“Oh Grandfather. I’m so sorry I didn’t believe you. I didn’t know,” Elliot whispered to his grandfather’s bent and crumpled form. His grandfather painfully turned his head to face his grandson. He smiled, closed his eyes, and passed into the unknown.

Elliot slowly raised his eyes toward the witch in the corner who stroked her harp lovingly. She tightened and tuned a brand new string.

“Perfect,” the witch said, engrossed in her task. Without looking at the astounded child she continued while running her finger up and down the new line, “I was supposed to harvest you years ago, 66 years ago. You would have been so high and sweet and yet now,” she plucked the bass note approvingly. “Now you are deep and resonant, a little sad. Sweet and sad.”

She tilted her head to listen some more and noticed the crying boy. Her lips curled into small malevolent smile.

“He died for you as his grandfather died for him. I was looking once again for a high note, and listen to what the fates gave me.” She plucked the string. A deep resonant note echoed through the room.

Elliot felt a snap in his traumatized mind. He felt something rising in him and come loose. The witch noted this approvingly, seeing the strands of sense leave him.

“The survivor owns the truth only so long as he has the wit to tell the tale,” she said then waving her hand in front of his face she said, “Forget.”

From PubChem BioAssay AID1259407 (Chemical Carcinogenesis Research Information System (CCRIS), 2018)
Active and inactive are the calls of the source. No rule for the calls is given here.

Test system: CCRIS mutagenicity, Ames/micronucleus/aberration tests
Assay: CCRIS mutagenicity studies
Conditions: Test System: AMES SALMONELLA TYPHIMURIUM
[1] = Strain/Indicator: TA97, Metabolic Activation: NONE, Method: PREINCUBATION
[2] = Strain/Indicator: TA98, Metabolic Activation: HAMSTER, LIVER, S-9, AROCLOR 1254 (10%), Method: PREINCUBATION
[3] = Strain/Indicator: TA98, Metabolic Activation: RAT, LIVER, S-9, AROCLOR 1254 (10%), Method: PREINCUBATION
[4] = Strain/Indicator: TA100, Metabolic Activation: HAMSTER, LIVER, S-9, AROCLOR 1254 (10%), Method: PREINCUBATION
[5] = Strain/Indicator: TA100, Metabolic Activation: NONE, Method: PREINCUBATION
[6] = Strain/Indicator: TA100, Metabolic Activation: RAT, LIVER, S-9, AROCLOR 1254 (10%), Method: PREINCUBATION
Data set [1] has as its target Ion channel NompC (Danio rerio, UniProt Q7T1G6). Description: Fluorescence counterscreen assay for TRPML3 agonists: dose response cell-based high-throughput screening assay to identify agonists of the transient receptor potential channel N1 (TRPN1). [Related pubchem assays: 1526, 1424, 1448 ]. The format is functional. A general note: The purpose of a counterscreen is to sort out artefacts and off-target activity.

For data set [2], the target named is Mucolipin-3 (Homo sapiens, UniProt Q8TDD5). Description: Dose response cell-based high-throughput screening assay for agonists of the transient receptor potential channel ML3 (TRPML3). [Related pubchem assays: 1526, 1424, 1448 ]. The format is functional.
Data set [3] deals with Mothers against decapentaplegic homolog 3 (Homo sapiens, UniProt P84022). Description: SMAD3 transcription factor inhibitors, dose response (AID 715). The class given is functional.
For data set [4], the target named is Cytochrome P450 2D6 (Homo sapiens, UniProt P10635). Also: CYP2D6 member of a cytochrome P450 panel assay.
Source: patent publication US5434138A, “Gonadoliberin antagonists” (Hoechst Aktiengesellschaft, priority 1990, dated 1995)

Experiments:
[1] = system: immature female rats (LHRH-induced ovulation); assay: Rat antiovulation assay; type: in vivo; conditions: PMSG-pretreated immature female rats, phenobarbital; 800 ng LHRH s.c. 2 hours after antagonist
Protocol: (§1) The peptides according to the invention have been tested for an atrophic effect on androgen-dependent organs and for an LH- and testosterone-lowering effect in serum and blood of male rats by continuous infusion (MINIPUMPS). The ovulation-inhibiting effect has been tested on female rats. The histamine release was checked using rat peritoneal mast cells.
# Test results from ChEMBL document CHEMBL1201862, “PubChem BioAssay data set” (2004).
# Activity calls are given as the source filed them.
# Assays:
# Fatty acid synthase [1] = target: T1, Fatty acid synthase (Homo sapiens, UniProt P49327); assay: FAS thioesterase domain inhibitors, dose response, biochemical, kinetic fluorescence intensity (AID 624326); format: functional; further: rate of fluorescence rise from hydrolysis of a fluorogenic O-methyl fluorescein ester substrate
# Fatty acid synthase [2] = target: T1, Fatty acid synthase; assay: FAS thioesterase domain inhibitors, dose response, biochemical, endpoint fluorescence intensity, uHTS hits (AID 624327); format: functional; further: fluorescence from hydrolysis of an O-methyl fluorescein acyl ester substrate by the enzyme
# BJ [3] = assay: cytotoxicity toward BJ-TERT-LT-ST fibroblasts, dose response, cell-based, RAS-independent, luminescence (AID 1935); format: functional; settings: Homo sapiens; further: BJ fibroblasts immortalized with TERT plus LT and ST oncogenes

* * * *

Elliot never could remember what happened that night. A neighbor contacted his mother days later after he was found still hovering over his grandfather’s lifeless body. For a while he mumbled like his grandfather once had, but he got over it. One thing he could not understand was the haunting melody of the harp that he heard every so often and how it seemed to change every time he heard it.


  1. Helen…

    We don’t have a stream in the woods, but small holes keep appearing along the paths, and things have been disappearing from the outbuildings.

    Looking forward to your next visit.


  2. ^^; What’s been disappearng? Can’t be that dangerous I hope. Maybe it’s a mutant groundhog o_O.

    Can’t wait!

  3. My son’s pet groundhog used to steal shop towels and tools from his grandfather’s shop.

    Tell your daughter I loved her story.

  4. wow! What a cool story! how old was your daughter when she wrote it? Well, for any age that is way cool. I’m only in 9th grade, but I wish I could write like that! 😛

  5. This was a ninth grade assignment. I agree, she did very well. I will let her know that she had some positive feedback.

    Good luck with your own writing. Practice makes all the difference.